ADVENTURE: Trekking and mountaineering.





Paro is 65 km (two hours' drive) to the southwest of Thimphu. The Taktsang Monastery where Guru Rinpoche meditated to subdue evil spirits; Rinpung Dzong, venue of the paro tsechu (religious festival); Ta Dzong which houses the National Museum; the ruins of Drukgyel Dzong, built to commemorate Bhutan's victory over Tibetan aggressors; Kyichu Lakhang, with its extraordinary collection of religious pone of the oldest and most sacred temples in Bhutan; and Dungtse Lakhang with its extraordinary collection of religious paintings, are the places to see in the valley.

Punakha, 77 km (three hours and 15 minutes' drive) northeast of Thimphu, served as the capital of Bhutan until 1955 and, even today, it is the winter home of the central monk body. The Punakha Dzong houses many sacred artifacts and temples. The road from Thimphu to Punakha crosses the 3,115-m Dochula pass.

Wangdi Phodrang(or Wangdi) is situated 70 km (three hours' drive) southeast of Thimphu. The Wangdi Phodrang Dzong played a key role during the unification of Bhutan. Enroute from Wangdi to Tongsa is the Gangtey Gompa, the biggest Nyingmapa monastery in Bhutan.

Tongsa is 129 km (four and half hours' drive) east of Wangdi and crosses the 3,300 m Pelela pass. The Tongsa Dzong, the ancestral home of Bhutan's Royal Family, houses 23 temples. The watchtower, Ta Dzong, has a temple dedicated to King Gesar, the hero of a great epic.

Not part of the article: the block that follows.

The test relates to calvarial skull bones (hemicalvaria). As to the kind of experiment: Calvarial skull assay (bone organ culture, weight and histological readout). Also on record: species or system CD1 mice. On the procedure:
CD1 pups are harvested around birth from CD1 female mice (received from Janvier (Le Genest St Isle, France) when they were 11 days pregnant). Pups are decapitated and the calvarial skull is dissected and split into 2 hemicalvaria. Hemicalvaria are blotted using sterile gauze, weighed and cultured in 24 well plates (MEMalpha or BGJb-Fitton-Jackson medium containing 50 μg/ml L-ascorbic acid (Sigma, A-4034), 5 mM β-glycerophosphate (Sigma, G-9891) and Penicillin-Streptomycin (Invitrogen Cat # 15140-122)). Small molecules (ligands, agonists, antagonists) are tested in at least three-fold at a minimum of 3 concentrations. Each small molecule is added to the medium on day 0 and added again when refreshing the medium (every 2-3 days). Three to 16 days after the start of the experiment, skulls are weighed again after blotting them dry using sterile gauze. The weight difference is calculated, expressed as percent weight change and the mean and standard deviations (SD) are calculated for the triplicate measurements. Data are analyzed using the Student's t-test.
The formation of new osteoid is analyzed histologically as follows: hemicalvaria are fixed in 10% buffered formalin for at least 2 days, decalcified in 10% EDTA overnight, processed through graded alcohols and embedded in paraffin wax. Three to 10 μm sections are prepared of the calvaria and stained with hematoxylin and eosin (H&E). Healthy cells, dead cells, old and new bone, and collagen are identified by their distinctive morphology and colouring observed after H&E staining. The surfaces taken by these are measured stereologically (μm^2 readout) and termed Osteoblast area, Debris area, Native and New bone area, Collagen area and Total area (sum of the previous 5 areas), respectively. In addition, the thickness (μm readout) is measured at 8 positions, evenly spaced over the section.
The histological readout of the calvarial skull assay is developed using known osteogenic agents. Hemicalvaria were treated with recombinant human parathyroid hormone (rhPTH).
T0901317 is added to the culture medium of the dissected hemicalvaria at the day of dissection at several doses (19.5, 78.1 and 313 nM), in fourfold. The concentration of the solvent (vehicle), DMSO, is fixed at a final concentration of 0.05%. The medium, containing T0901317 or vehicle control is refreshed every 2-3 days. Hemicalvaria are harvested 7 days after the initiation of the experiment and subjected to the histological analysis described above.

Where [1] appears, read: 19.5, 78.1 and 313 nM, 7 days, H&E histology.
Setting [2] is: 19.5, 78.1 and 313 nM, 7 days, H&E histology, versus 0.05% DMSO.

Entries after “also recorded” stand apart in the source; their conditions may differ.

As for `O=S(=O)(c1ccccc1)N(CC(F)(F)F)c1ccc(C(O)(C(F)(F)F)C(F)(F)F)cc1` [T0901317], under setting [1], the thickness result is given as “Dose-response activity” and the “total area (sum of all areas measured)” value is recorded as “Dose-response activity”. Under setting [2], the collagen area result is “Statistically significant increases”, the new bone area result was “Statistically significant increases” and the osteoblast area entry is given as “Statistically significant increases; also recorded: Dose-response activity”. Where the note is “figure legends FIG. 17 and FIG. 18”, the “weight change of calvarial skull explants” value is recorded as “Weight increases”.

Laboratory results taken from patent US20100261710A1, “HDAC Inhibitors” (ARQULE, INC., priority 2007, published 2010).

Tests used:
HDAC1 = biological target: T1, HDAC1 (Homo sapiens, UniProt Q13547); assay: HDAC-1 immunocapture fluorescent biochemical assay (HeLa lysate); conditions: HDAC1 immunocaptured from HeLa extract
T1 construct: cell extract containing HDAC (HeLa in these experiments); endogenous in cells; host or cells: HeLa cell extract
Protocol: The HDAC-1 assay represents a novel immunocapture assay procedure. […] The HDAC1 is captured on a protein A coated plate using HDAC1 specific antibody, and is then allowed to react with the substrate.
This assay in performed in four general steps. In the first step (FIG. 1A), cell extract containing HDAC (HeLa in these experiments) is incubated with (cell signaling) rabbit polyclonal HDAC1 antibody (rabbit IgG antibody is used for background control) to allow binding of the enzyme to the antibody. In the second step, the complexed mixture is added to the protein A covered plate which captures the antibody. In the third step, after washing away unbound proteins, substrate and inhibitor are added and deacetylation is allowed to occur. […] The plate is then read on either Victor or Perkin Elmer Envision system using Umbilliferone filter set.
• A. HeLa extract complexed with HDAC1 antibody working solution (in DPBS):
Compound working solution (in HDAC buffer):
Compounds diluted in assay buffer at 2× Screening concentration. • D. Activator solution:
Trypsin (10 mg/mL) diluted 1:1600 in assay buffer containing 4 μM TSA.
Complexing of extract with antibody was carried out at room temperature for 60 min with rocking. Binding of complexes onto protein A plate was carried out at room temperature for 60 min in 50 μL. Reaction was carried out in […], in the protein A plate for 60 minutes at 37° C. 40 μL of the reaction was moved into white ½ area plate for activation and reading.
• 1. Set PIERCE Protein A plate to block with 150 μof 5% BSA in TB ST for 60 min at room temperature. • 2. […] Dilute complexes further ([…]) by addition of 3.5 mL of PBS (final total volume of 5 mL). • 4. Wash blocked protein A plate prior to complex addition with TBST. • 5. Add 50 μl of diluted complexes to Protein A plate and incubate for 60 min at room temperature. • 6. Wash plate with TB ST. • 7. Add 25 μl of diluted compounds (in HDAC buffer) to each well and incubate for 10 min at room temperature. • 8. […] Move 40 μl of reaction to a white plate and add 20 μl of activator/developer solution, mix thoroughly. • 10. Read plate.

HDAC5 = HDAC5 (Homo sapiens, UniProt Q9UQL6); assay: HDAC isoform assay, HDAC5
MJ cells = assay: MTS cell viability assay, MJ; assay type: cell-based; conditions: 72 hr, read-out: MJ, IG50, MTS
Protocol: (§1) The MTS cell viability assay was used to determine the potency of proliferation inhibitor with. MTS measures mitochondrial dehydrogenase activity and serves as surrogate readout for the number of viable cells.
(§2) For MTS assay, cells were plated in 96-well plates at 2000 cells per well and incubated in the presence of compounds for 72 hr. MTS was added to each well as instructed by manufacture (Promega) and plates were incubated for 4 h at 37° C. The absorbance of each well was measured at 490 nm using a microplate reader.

Bumthang consist of the valleys of Chumey, Choekhor, Tang and Ura. It takes two and half hours to reach Bumthang, 68 km northeast of Tongsa. Bumthang is ideal for making excursions to the many monasteries and shrines - Tharpaling, Choekrak, Tamshing, Kurjey, Jambey, Kunzangdra among others - as well as to Mebartso, "the flaming lake".

Mongar is 198 km (seven hours' drive) southeast of Bumthang. The road to Mongar crosses Thumshingla (3,800 m), the highest pass in Bhutan. The Mongar Dzong is relatively new compared to the other dzongs of the Kingdom.

Lhuntshi is 76 km (three hours' drive) north of Mongar. The landscape here is spectacular with stark cliffs and gorges, and dense coniferous forests. This district is famous for its weavers and the fine quality of fabrics they produce.

The 90-km trip from Mongar to Tashigang, the easternmost district, takes four hours. Some 20 km before Tashigang is the Dametsi Monatery, the most important monastery of eastern Bhutan. After Thimphu, Tashigang is the largest urban center where the Tashigang Dzong stands over the Gamri River. Tashi Yangtse, north of Tashigang, has dzong and the Nepalese style Chorten Kora.